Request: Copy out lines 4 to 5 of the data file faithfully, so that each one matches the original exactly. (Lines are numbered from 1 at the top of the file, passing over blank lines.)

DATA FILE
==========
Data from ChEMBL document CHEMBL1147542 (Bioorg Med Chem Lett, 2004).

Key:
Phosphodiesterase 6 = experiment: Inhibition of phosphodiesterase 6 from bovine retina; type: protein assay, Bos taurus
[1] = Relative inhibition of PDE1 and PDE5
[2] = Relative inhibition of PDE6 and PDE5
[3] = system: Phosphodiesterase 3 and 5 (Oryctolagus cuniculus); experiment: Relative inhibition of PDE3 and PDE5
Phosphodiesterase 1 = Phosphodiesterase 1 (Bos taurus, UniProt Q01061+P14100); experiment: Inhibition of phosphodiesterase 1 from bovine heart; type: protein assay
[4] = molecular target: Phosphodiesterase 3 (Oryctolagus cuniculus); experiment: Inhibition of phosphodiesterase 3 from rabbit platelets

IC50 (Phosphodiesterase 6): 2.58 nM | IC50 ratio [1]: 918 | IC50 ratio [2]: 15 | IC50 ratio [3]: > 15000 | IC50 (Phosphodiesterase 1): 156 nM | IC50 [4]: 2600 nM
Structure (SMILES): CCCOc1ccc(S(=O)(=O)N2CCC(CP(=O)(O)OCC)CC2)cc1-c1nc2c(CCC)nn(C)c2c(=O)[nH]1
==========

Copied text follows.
[1] = Relative inhibition of PDE1 and PDE5
[2] = Relative inhibition of PDE6 and PDE5